Integrate over area enclosed by curve

• sanitykey
In summary: You just plugged in the value for dy/dx, which is correct. Your final answer is also correct, so you're good to go.
sanitykey
Hi, I've been asked to use polar coordinates and to integrate

$$\int\int_{A}^{} x^2 + y^2 + \sqrt{x^2 + y^2}dxdy$$

over the area A enclosed by the curve $$x^2 + y^2 = 4$$

I know

$$x=rcos(\theta)$$
$$y=rsin(\theta)$$
$$dxdy=rdrd\theta$$

So i think the integral can be written as

$$\int\int_{A}^{} r^3 \pm r^2 drd\theta$$

and i think the limits might be:

$$\int_{\theta=0}^{2\pi}\int_{r=-2}^{2} r^3 \pm r^2 drd\theta$$

But i think these are probably wrong and I'm not sure how to account for the negative areas and such because i can't use symmetry if it's a function like that can i?

If i do that i think the area comes out as $$64\pi/3$$

Last edited:
r is never negative in polar coordintes. The lower limit of the r integral is zero. The theta variable is what takes you all the way around the curve. When a square root is written as you have been given, the positve square root is implied. The integrand is just r^3 + r.

Ok i think i understand would that mean it should be $$\int_{\theta=0}^{2\pi}\int_{r=0}^{2} r^3 + r^2 drd\theta$$

Which i think comes out with an answer of $$40\pi/3$$

If the inetgrand is $$r^3 + r$$ does that mean the r from the $$rdrd\theta$$ is only multiplied to one of them? I wasn't sure when i was writing it and just guessed it'd be multiplied to both.

Last edited:
sanitykey said:
Ok i think i understand would that mean it should be $$\int_{\theta=0}^{2\pi}\int_{r=0}^{2} r^3 + r^2 drd\theta$$

Which i think comes out with an answer of $$40\pi/3$$

If the inetgrand is $$r^3 + r$$ does that mean the r from the $$rdrd\theta$$ is only multiplied to one of them? I wasn't sure when i was writing it and just guessed it'd be multiplied to both.

In any coordinates you use, dA multiplies the whole integrand. The r instead of r^2 was just from careless typing. Sorry. It should be r^2. I fixed it in my earlier post. Your latest expression looks good.

Last edited:
Thanks again my main problem with these types of questions is visualising what it actually means.

Didn't think i should post this in a different thread as it's sort of the same topic but could someone please check this for me:

Question:

Integrate the integral below

$$\int\sqrt{1+x^2}ds$$

along the curve $y=\frac{x^2}{2}$ between $$x=0$$ and $$x=1$$. Remember that $ds=\sqrt{dx^2 + dy^2}$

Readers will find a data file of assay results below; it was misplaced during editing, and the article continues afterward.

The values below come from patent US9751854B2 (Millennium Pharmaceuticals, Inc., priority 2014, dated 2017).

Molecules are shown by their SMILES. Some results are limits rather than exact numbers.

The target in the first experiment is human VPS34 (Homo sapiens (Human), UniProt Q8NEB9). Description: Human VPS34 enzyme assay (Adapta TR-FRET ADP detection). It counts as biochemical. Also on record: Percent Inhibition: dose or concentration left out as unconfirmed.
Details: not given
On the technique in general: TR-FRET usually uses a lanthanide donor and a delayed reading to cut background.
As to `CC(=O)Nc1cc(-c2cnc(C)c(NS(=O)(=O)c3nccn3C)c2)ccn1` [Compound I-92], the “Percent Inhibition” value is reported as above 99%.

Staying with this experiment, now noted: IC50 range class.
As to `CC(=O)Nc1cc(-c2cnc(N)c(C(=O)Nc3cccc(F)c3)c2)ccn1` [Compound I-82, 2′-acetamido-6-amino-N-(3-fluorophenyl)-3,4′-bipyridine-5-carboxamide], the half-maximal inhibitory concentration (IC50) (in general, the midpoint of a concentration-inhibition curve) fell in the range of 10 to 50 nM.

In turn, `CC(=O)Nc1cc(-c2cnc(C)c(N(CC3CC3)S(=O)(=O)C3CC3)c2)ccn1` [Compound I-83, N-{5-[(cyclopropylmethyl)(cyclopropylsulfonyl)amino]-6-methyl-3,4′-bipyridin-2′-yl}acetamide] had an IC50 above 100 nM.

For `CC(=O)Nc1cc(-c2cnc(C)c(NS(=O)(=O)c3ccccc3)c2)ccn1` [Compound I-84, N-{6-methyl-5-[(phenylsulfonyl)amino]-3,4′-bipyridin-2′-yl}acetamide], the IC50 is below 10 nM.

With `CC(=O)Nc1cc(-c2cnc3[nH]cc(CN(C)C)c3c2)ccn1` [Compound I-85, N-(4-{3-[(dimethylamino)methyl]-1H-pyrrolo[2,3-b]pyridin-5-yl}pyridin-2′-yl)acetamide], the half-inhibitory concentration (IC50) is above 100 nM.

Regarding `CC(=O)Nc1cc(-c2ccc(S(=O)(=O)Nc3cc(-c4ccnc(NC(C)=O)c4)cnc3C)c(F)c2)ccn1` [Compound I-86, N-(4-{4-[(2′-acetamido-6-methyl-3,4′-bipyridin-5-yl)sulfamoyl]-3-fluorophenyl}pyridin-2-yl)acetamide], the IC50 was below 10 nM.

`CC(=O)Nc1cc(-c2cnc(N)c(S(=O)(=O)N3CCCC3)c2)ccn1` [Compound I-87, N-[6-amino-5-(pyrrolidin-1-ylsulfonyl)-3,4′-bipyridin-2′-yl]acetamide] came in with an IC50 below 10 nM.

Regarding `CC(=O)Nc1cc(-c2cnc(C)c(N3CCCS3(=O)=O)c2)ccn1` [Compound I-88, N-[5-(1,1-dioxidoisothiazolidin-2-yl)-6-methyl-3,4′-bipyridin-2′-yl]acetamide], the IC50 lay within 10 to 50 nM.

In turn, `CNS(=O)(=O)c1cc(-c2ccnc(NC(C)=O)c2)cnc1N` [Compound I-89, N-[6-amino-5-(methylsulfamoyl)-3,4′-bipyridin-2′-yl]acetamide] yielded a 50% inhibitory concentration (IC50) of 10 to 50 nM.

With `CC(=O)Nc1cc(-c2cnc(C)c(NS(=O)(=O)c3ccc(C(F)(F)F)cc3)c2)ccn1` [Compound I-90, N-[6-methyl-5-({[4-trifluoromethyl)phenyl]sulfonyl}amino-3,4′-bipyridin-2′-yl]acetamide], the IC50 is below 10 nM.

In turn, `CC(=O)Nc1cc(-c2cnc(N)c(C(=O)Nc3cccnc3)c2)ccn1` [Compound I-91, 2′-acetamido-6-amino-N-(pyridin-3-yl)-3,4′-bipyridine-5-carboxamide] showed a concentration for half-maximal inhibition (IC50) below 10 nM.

What i did:

$$\frac{dy}{dx}=x$$

=> $$dy=xdx$$

=> $$dy^2 = x^2 dx^2$$

$$\int\sqrt{1+x^2}\sqrt{dx^2 + dy^2}$$

=> $$\int\sqrt{1+x^2}\sqrt{dx^2 + x^2 dx^2}$$

=> $$\int\sqrt{1+x^2}\sqrt{dx^2 (1+x^2)}$$

=> $$\int\sqrt{1+x^2}\sqrt{1+x^2}dx$$

=> $$\int1+x^2dx$$

=> $$\int_{0}^{1}1+x^2dx$$

=> $$[1+\frac{1^3}{3}] = \frac{4}{3}$$

Last edited:
That looks good.

What is integration over area enclosed by a curve?

Integration over area enclosed by a curve is a mathematical process in which the total area bounded by a curve on a graph is calculated by using integration techniques. This technique is used in various fields of science, such as physics, engineering, and economics, to determine the total value or quantity of a given variable.

Why is integration over area enclosed by a curve important?

Integration over area enclosed by a curve is important because it allows us to find the total area bounded by a curve, which is crucial in many real-life applications. For example, in physics, integration over area can be used to calculate the work done by a force, and in economics, it can be used to find the total revenue or profit generated by a company.

How is integration over area enclosed by a curve calculated?

Integration over area enclosed by a curve is calculated by using the fundamental theorem of calculus. This involves breaking down the area into small rectangles and finding the sum of their areas, which is represented by the integral symbol. The integral is then evaluated using integration techniques, such as the substitution method or integration by parts.

What are some real-life examples of integration over area enclosed by a curve?

Integration over area enclosed by a curve has many practical applications. For instance, in physics, it can be used to calculate the displacement of an object, the amount of work done by a force, or the total energy of a system. In economics, it can be used to find the total revenue or profit generated by a company. It is also used in engineering to determine the total volume of a structure or the amount of material needed for a construction project.

What are some common challenges faced when integrating over area enclosed by a curve?

One of the main challenges of integration over area enclosed by a curve is choosing the correct limits of integration. This requires a deep understanding of the problem and the ability to visualize the curve on a graph. Another challenge is determining the correct integration technique to use, as different curves may require different methods. Additionally, dealing with complex curves or functions can also be a challenge in the integration process.

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